Diplomacy | Ensemble TheatreLeft – John Bell and John Gaden. Cover – John Bell. Photos – Prudence Upton


The complete destruction of Paris, the annihilation of the arrondissements, and the slaughter of its citizens. Such are the stakes in Cyril Gely’s trim, taught and terrifying play, Diplomacy.

Nearly three quarters of a century ago, the German military governor of Paris, Dietrich von Choltitz, was ordered to blow up Paris by a hateful Hitler. The Normandy invasion by the Allies had taken place weeks before and the Allies were advancing on Paris at a pace. A furious Fuhrer, a deranged despot, dictated that the French capital be laid waste, razed to rubble, its river banks breached causing deadly inundation.

In an effort to curtail this wanton, wilful destruction, Swedish diplomat, Raoul Nordling meets with the General, in a cat and mouse conversation of argument and counter argument.

John Gaden is acute, astute and stage craftily absolute as Raoul Nordling, sympathising, empathising and recognising his nemesis’ dilemma. Gaden gives the diplomat an impish quality that goes some way in making the General see reason in what he perceives as an act of treason.

John Bell as Choltitz has all the bearing of a military man after decades of playing kings and soldiers, combined with a world weariness and the disappointment of a career soldier whose belief in his commander in chief has depleted. “I voted for Hitler because he was going to make Germany great again.” Oh, how that statement rippled and resonated through the audience!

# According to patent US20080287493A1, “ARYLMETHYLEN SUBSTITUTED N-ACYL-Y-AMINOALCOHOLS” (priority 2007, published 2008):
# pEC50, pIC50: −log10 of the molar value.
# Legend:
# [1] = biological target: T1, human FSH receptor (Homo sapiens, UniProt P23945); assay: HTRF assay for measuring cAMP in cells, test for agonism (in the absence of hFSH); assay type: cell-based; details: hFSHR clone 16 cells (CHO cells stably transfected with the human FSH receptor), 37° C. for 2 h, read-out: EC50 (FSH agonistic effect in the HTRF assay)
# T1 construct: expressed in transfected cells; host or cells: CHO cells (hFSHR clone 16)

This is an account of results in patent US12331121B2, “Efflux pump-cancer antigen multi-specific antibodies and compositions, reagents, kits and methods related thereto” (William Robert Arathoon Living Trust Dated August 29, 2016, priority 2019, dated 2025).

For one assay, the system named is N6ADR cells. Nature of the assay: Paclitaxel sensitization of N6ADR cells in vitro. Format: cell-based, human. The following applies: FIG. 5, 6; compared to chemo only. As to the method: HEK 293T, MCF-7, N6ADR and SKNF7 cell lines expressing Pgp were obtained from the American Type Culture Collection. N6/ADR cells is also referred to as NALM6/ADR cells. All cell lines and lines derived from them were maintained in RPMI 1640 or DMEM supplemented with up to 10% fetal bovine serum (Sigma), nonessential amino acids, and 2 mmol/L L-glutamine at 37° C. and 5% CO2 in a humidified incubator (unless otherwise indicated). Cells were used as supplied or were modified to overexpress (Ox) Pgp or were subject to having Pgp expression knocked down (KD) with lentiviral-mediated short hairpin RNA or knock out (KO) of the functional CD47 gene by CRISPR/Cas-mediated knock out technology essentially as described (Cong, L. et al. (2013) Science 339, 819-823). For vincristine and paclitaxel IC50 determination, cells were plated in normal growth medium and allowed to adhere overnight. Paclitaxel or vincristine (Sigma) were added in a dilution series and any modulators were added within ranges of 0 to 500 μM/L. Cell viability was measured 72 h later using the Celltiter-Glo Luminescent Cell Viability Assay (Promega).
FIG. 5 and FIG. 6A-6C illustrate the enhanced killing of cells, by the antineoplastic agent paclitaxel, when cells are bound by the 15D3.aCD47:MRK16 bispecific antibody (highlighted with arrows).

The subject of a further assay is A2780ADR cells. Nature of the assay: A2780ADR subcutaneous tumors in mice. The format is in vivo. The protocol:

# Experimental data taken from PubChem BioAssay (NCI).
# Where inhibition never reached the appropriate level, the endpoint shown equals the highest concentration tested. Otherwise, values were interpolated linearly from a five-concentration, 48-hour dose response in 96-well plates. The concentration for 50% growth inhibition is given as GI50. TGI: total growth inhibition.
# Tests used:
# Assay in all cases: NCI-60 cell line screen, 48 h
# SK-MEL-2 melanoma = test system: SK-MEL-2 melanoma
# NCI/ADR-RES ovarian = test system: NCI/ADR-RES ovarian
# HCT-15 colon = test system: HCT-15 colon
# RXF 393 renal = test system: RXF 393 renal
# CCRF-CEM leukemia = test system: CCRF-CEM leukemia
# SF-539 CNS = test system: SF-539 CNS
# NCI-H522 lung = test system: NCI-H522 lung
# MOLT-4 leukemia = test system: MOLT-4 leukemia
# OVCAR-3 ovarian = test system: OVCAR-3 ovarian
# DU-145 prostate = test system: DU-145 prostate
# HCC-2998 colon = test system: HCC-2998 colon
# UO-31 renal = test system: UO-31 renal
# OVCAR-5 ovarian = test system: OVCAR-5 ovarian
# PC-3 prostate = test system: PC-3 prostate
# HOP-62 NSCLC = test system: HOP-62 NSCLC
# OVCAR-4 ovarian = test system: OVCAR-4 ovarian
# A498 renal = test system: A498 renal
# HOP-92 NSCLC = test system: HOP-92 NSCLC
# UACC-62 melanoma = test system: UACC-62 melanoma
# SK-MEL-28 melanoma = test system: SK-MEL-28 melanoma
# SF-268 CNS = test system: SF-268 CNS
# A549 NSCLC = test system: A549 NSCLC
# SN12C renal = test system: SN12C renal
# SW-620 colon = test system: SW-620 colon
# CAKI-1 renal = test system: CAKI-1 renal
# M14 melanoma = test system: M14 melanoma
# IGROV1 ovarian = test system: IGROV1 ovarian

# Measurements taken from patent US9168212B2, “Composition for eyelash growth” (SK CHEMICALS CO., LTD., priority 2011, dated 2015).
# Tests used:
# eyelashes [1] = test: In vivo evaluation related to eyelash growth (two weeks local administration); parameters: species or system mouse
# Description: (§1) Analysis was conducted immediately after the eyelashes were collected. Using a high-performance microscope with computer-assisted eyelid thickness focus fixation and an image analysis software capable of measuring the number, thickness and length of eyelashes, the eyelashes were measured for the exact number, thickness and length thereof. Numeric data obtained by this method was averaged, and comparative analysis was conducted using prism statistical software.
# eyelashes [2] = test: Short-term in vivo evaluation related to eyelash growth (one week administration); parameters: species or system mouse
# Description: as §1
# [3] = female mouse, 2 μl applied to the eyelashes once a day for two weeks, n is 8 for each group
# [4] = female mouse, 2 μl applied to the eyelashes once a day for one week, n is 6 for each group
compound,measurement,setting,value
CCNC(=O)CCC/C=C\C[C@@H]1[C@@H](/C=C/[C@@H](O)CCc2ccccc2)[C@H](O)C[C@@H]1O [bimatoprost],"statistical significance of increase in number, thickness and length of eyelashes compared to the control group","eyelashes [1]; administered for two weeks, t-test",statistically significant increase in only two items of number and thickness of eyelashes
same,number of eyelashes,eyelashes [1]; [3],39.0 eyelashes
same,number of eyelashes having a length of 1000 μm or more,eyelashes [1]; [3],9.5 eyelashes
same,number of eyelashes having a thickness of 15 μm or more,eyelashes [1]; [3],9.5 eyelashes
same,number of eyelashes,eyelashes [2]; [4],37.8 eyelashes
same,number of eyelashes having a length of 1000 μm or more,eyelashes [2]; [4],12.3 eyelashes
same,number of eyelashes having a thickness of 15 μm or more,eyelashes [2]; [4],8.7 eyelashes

Genevieve Lemon plays a fussy Frau Mayer, Choltitz’s aide de camp, more like a Mutti than a military attache, James Lugton is solid as the architect turned demolition man, Ebernach, and Joseph Raggatt impresses as young soldier and Choltitz loyalist, Hans Brensdorf. Michael Scott-Mitchell's set is simple but striking, an enormous map of Paris, the city in peril, the backdrop, desk and chairs as functioning props. Genevieve Graham's costumes garb the gabfesters in a sense of authenticity.

The draw-card of seeing the two venerable thesps, Bell and Gaden in mass debate about war, honour, duty and family has already proved irresistible – the season is sold out. A return season will be announced shortly for 2019, followed by a national tour, venues still to be confirmed.


Ensemble Theatre presents
by Cyril Gely | translated and adapted by Julie Rose

Director John Bell

Venue: Ensemble Theatre | 78 McDougall St, Kirribilli, NSW
Dates: 23 March – 28 April 2018
Tickets: $43 – $73
Bookings: 02 9929 0644 | ensemble.com.au



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